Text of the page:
Club Spotlight — SOS: Students Offering Support

Posted by Arshia on January 5, 2016

A Tale of Two Campuses | Archive

Two female students sitting by a window discussing study materials on their laps

Hey everyone! Happy 2016! It looks like we’re back in the full swing of things — the winter break just behind us, New Year’s, the whole nine yards. Welcome back to a brand new semester at York University! Hope you’ve all had an amazing break. Yes, I know it might be difficult getting back into the routine of study, eat, sleep, repeat, especially after the excitement of the holidays and the lazy-crazy days of the end of the year, but fear not: [trumpet sound] It’s SOS to the rescue!


What is SOS, you may ask. To be honest, I didn’t know much about it until a few months ago either, when my friend Reeda told me about it. It stands for Students Offering Support. It’s an organization that allows students to help their peers succeed in getting good grades. Sounds pretty good, right? Even better, the group helps fund education-oriented development projects in Latin American communities.


Benedict Cumberbatch looking confused GIF


Keep reading, it’ll make sense in a second.


SOS Ambassador or participant, you’re making a difference!


It’s easy to fall into bad habits just as the school year begins (one word: procrastination). So before you freak out during an exam, thinking “I’m not ready!” or “I didn’t study this!” (Does this sound familiar to anyone from just a few weeks ago?), maybe this semester is the time for you to prepare ahead of time. For a fee of $10 to $20, students can attend exam study sessions and receive Exam-Aid booklets to take home. The sessions are headed by other students who already earned a high final grade in that course and who are now volunteering their time to teach others. What makes SOS different is that the fee doesn’t go to the SOS Ambassadors. Instead, it goes toward the education-oriented development projects I mentioned earlier. The exam-takers are left with good grades, students in Latin American communities are happier with more educational resources and the SOS Ambassadors are satisfied knowing that they are helping make a major difference in other people’s lives. A win-win-win situation.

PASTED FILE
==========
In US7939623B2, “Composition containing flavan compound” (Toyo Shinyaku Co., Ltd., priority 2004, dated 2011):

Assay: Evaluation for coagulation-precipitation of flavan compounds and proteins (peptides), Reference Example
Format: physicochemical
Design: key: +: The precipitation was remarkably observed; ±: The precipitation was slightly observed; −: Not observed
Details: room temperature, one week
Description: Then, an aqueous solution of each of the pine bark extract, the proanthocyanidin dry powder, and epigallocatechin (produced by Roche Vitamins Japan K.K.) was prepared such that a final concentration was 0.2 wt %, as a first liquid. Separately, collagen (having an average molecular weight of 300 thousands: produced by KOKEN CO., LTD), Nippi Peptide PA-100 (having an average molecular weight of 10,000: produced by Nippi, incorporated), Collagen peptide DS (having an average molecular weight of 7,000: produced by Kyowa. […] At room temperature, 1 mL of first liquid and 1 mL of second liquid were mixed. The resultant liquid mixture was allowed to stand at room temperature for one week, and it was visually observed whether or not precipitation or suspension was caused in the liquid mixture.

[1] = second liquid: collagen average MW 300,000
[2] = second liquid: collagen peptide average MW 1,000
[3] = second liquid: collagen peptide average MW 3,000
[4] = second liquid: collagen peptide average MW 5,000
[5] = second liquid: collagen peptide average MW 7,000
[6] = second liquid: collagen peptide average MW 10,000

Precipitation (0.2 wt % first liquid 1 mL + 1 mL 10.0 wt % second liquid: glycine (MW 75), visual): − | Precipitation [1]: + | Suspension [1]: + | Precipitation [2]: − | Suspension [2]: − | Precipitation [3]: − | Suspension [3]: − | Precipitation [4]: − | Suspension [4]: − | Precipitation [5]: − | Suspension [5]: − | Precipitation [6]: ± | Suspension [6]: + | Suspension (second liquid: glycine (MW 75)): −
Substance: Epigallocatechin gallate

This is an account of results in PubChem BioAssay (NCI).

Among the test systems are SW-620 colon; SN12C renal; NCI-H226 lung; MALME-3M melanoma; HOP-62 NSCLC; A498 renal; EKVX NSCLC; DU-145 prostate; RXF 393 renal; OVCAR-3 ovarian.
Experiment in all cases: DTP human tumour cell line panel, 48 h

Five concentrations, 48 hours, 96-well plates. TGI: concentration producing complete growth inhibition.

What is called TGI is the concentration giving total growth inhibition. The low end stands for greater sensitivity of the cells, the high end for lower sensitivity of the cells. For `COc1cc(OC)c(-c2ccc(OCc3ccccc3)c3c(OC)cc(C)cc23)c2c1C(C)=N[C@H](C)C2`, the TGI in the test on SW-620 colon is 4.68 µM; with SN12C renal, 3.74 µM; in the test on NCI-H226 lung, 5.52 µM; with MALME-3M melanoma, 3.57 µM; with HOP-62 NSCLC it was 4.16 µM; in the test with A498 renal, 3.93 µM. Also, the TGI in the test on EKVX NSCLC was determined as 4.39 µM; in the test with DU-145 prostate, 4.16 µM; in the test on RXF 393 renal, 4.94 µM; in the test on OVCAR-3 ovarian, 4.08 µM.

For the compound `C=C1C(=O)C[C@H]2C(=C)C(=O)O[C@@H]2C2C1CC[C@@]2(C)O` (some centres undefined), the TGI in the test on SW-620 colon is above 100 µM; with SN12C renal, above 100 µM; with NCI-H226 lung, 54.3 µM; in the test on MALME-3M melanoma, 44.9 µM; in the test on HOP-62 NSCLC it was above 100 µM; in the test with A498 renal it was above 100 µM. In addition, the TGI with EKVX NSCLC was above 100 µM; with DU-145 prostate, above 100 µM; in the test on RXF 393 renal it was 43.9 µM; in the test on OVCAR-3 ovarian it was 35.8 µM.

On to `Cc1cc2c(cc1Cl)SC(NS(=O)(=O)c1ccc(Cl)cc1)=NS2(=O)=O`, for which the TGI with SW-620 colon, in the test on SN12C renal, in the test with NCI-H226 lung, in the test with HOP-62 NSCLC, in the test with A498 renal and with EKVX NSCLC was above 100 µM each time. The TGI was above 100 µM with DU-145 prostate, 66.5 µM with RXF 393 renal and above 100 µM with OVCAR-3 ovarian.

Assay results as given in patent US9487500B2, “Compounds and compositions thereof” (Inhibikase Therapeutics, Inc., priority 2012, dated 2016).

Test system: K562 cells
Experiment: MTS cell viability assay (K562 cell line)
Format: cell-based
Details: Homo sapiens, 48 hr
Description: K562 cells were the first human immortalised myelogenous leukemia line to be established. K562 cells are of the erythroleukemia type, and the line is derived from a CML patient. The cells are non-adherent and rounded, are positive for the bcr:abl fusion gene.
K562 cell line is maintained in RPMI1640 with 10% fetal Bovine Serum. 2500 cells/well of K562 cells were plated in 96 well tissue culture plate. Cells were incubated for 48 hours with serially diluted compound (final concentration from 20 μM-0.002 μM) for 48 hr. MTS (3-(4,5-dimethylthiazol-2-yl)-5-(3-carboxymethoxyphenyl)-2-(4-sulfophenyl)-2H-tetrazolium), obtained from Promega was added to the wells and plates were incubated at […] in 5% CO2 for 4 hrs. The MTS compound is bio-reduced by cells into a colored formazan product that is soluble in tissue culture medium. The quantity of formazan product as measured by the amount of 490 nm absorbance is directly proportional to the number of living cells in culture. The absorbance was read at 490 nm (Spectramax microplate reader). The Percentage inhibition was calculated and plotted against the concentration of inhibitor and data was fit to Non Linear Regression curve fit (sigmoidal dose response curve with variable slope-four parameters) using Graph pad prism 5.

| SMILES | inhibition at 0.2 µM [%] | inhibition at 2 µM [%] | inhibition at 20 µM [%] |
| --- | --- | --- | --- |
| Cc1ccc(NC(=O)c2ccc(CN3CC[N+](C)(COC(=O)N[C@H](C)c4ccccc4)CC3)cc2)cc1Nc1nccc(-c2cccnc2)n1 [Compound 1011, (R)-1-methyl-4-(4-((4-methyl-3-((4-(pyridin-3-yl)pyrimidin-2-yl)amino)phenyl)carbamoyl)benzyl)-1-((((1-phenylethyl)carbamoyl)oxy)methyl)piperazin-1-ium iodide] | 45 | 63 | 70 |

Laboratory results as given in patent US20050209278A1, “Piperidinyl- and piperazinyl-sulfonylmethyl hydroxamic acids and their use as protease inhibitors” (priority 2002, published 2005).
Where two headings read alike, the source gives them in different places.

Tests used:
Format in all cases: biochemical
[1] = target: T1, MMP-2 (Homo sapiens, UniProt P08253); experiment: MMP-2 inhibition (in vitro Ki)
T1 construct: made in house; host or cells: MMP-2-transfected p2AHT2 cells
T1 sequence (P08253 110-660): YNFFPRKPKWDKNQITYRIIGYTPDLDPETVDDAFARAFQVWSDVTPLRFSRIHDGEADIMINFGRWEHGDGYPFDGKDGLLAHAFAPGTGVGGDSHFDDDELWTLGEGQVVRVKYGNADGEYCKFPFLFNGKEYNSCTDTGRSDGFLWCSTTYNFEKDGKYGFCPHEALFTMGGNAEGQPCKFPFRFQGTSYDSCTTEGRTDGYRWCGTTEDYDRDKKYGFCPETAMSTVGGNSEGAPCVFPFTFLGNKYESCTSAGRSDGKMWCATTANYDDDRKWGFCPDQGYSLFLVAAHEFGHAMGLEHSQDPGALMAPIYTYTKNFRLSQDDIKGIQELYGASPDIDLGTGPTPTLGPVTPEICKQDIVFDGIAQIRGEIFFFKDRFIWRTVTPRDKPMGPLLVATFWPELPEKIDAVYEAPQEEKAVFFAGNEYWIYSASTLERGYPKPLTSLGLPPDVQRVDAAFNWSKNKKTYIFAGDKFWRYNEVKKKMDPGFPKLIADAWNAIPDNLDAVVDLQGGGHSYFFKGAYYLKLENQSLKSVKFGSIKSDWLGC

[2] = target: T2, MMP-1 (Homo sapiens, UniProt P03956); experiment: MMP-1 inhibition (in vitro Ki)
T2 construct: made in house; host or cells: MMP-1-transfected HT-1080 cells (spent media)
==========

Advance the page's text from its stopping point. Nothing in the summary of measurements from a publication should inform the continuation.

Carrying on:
The club has chapters at universities throughout North America, including York University. The Keele Chapter has been pretty active for the past few years. Watch the video below to learn more!



Glendon SOS is just getting started, and I’m proud and excited to say that I’m part of the exec team. I can’t wait to see what this year has in store!


Interested in more?


Yes, Students Offering Support is a useful club you can join at York U. And yes, I might be a liiiittle biased toward it given my own involvement, but that doesn’t mean you can’t try it out for yourself! There’s a pretty good chance you’ll like it. If you’re looking for a similar club — maybe one that also focuses on development projects in rural communities — you have quite a few options at both the Keele and Glendon campuses. The YU Connect website now has a new design that’s super easy to navigate. Add your interests to your profile and can see what club might be the best fit for you. Check it out today!


Until next time,




Arshia is a third-year international studies major at Glendon College. She no longer blogs regularly for the YU Blog but may post on occasion as a guest-blogger.

See other posts by Arshia

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